7. 7. April—June 2009 Page 7 2009 Southeast Area Fun Festival On Friday, May 8, Kiowa County was host to the Southeast Area 4-H Fun Festival. 4-H’ers from Baca, Kiowa, and Otero counties were among the participants of this year’s competition. The winners amongst the various divisions from each county who received first place and a blue ribbon are then eligible to compete in the performing arts competi- tion held at the Colorado State Fair on Saturday, September 5. Intermediate Vocal Ashley Wacker Baca County 1st place, White Rib- Solo bon Intermediate Vocal Alicia James Kiowa County 1st place, Blue Ribbon Intermediate Piano Alicia James Kiowa County 1st Place, Blue Ribbon Solo Senior Woodwind Jennifer Negley Kiowa County 1st Place, Blue Ribbon Solo Senior String Solo Jayce Negley Kiowa County 1st Place, Blue Ribbon Theatrical Division Katelin Reed, Alyssa Mueller, Otero County 2nd Place, Red Ribbon Kelsey Larsen, Katie Davis, Senior Skits Group Nichelle Grabow, Cara Larsen, Kelsea Shannon, Jamie Walter, Annie Davis, Ambria Paul Senior Skits Group Rhett Larsen, Anthony Men- Otero County 1st Place, Blue Ribbon doza, Travis Sherwood, Kolby Shannon, Curtis Sherwood A big thank you to Mrs. Rayetta Palmer from Cheyenne Wells, CO for being our judge at this year’s festival. Congratulations to all of those that are eligible for this year’s state fair. Top to bottom: Intermedi- ate Piano Solo, Senior Woodwind Solo, Senior String Solo, and Senior Skit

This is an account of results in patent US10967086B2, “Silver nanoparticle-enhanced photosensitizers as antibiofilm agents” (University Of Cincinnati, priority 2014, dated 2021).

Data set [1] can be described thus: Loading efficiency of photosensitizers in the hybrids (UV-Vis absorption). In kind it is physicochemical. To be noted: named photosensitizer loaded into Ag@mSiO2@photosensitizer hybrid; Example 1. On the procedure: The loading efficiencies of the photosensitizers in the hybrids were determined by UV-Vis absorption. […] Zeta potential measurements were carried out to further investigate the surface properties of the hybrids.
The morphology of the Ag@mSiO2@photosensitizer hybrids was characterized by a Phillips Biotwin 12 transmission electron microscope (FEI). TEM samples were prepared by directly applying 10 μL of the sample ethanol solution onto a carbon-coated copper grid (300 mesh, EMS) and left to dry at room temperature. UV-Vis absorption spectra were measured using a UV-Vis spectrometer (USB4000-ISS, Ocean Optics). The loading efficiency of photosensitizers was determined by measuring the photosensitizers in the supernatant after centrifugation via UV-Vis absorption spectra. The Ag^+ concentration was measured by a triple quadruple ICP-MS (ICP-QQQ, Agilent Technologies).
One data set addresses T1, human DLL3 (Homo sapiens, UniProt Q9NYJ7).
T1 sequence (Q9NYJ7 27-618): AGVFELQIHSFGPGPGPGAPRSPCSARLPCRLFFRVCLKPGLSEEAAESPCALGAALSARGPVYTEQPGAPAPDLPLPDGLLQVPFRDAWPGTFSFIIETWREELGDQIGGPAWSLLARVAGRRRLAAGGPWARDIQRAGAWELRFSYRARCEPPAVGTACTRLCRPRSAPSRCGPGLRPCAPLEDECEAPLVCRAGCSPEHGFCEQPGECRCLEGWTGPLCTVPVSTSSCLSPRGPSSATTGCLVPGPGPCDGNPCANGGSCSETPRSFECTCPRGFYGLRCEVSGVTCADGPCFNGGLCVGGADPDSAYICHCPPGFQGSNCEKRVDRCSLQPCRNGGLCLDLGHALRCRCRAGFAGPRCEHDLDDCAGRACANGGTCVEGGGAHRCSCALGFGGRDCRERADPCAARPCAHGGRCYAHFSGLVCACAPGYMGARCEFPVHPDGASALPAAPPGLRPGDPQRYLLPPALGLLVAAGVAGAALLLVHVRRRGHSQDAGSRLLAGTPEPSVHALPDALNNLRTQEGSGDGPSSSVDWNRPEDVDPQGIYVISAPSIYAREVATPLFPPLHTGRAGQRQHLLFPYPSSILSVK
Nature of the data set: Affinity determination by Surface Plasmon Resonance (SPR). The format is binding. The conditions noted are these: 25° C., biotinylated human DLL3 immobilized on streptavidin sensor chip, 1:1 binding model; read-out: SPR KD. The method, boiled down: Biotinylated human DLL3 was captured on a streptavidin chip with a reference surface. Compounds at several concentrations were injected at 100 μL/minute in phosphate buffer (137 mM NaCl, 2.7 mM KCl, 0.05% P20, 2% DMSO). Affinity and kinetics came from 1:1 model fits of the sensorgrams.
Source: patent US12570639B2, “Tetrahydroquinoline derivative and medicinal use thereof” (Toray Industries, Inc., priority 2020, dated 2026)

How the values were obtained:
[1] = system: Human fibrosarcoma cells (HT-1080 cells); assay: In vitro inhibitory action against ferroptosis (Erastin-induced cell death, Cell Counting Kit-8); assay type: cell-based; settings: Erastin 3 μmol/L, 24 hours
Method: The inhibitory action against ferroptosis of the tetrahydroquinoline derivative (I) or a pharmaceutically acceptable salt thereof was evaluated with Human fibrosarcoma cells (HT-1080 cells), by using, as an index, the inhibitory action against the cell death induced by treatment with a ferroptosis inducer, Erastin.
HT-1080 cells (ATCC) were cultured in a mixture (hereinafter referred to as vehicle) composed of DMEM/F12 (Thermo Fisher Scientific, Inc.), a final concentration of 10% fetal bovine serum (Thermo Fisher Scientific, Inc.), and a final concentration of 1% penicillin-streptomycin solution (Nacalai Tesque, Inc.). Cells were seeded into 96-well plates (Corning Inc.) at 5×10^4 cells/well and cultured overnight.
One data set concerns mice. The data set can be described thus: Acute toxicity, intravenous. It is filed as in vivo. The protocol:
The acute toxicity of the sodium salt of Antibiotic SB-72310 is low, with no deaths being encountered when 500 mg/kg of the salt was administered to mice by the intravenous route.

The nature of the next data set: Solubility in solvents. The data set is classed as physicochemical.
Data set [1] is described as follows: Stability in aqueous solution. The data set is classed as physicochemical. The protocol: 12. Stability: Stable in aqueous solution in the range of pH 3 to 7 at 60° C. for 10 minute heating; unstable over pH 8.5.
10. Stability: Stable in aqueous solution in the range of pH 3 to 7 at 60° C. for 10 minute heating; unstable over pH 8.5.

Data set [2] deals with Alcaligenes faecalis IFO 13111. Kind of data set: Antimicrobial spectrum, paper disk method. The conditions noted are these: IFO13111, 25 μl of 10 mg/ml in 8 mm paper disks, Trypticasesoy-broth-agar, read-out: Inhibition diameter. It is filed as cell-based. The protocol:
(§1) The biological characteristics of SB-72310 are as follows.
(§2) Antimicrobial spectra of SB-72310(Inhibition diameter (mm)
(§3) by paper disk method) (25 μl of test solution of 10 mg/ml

8. 8. Quarterly Report Page 8 Cloverbud Camp On June 11 the Otero Extension Office was filled with laughter and excitement. Six Clo- verbuds took advantage of attending the 4-H Cloverbud day camp offered by Brooke Mat- thew. The Cloverbuds participated in a variety of get to know you games and leadership activities. The favorite activity of the day was the glow germ activity. Before snack time each kid was given a small amount of glow germ on their hands and then asked to go wash their hands. A black light was then used to show where they had not washed very well. After many attempts their hands were clean and they were ready for ice cream. The exciting event of the day was making their own ice cream and chex mix for a snack. They learned about vegetables like what part of the plant that they eat. Is it the root, leaf, stem, or flower? They also made mini greenhouses and planted blue corn, green beans, and pumpkins to take home and plant in their gardens. They learned and practiced saying the 4-H pledge. Three junior leaders helped during the day and lead activities. It was a day full of excitement and energy. Cheyenne County Show Camp On Tuesday, June 9, 2009, at the Cheyenne County Fairgrounds in Cheyenne Wells, CO, Cheyenne Feed & Supply in conjunction with Show-Rite Feeds sponsored a hands- on Show Camp from 1:00 – 4:00 p.m. The camp covered a variety of topics including: nutrition, clipping, grooming, judging pointers, show day preparation, and showmanship. Live animals were present to help teach attendees. The camp was presented by Mr. Ryan Sites – Show-Rite Manager. Mr. Sites grew up in Southwestern Oklahoma and was on Cloverbuds enjoy time learn- the Eastern Oklahoma State University and Oklahoma State University judging teams. ing about germs (top), vege- He taught Ag Ed for nine years in Elgin, Okla. where his students were very successful, tables (middle), and plants winning a state livestock judging contest and placed fourth at the 2002 nationals. He has (bottom) also judged many state and national swine shows across the country. Everyone in atten- dance learned a great a lot and had fun. The Cheyenne County Extension Office would like to offer many thanks to Mr. Sites, Show-Rite Fees, and Cheyenne Feed & Supply for sponsoring this event. Family & Consumer Science High School Financial Literacy Classes Seniors at Cheyenne Wells and Kit Carson got a brief lesson in financial literacy from Kaye Kasza, thanks to the arrangements of Jeramy McNeely. The students learned the difference between wants and needs, learned basic budgeting, and resource management. We hope this helps them make the adjustment to being financially independent during the next few years.